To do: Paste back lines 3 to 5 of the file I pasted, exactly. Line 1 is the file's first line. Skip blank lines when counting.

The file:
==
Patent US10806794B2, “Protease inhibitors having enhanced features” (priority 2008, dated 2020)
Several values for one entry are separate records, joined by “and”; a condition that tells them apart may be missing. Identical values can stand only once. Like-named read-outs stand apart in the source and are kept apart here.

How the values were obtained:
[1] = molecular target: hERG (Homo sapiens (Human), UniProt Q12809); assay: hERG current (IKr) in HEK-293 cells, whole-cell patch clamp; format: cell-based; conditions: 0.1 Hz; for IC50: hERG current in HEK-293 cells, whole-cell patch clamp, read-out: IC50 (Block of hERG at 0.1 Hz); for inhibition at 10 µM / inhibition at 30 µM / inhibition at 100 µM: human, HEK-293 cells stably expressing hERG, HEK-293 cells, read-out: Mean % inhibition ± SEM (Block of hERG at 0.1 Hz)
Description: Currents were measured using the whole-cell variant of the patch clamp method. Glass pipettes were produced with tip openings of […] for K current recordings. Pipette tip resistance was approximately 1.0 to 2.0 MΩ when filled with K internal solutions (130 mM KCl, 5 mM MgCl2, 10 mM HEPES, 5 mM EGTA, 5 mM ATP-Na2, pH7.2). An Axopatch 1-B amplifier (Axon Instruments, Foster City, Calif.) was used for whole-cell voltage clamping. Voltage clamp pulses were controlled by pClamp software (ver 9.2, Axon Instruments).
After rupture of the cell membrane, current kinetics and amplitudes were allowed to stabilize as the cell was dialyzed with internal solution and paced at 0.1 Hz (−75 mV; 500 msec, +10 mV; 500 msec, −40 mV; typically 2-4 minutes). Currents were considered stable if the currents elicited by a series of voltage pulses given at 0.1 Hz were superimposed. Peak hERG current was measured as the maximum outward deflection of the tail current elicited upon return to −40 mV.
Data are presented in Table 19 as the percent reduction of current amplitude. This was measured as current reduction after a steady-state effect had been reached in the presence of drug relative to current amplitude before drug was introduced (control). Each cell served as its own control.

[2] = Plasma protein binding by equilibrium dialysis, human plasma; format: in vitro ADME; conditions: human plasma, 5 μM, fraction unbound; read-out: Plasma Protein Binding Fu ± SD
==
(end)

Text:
How the values were obtained:
[1] = molecular target: hERG (Homo sapiens (Human), UniProt Q12809); assay: hERG current (IKr) in HEK-293 cells, whole-cell patch clamp; format: cell-based; conditions: 0.1 Hz; for IC50: hERG current in HEK-293 cells, whole-cell patch clamp, read-out: IC50 (Block of hERG at 0.1 Hz); for inhibition at 10 µM / inhibition at 30 µM / inhibition at 100 µM: human, HEK-293 cells stably expressing hERG, HEK-293 cells, read-out: Mean % inhibition ± SEM (Block of hERG at 0.1 Hz)
Description: Currents were measured using the whole-cell variant of the patch clamp method. Glass pipettes were produced with tip openings of […] for K current recordings. Pipette tip resistance was approximately 1.0 to 2.0 MΩ when filled with K internal solutions (130 mM KCl, 5 mM MgCl2, 10 mM HEPES, 5 mM EGTA, 5 mM ATP-Na2, pH7.2). An Axopatch 1-B amplifier (Axon Instruments, Foster City, Calif.) was used for whole-cell voltage clamping. Voltage clamp pulses were controlled by pClamp software (ver 9.2, Axon Instruments).